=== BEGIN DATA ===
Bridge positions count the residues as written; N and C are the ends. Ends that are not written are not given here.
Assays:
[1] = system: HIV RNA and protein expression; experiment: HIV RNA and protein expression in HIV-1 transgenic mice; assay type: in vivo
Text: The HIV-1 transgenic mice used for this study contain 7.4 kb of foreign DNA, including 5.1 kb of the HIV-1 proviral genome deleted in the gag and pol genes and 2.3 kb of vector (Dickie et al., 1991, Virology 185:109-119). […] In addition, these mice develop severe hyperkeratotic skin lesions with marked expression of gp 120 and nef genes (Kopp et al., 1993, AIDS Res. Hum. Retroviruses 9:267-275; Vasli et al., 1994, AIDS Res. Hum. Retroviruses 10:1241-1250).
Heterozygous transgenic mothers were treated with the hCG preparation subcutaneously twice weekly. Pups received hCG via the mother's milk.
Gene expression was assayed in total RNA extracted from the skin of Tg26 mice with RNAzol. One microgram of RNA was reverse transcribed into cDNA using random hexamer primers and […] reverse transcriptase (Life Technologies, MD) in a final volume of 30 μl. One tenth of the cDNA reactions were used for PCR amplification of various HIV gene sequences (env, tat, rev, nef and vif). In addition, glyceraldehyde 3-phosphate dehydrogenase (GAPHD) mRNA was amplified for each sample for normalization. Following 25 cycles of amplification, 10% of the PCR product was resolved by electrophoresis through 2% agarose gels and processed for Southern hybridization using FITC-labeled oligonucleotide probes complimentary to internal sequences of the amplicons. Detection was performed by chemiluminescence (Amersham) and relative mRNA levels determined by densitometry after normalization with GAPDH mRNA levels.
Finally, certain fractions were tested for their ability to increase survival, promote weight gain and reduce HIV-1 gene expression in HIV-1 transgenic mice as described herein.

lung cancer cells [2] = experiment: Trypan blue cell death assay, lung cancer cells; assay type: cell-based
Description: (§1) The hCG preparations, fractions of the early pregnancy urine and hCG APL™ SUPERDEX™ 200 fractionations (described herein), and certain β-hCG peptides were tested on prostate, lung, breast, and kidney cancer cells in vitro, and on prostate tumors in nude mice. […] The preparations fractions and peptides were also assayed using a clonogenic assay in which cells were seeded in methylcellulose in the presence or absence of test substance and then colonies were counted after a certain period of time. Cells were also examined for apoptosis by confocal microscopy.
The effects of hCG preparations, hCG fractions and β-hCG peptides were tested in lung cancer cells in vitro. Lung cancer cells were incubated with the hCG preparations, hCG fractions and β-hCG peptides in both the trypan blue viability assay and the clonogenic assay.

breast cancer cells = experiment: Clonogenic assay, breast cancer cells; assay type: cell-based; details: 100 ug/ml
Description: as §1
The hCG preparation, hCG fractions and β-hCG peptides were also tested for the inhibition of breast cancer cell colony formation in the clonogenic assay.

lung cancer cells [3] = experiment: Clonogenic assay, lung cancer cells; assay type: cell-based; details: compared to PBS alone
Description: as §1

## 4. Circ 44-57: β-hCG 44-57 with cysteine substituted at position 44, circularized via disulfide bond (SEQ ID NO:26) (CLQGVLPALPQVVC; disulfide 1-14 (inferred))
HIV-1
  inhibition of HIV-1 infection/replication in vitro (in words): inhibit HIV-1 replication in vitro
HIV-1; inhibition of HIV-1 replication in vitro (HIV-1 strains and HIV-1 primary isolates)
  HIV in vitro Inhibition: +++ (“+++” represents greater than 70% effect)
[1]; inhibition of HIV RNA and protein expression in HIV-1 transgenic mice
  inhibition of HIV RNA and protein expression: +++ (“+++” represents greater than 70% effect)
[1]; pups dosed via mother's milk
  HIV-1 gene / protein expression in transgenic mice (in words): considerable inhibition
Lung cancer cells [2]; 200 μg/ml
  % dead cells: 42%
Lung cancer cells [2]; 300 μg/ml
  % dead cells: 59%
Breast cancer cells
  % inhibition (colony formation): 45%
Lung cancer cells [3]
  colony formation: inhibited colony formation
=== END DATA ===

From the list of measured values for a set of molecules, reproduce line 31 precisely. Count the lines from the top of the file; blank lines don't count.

Lung cancer cells [3]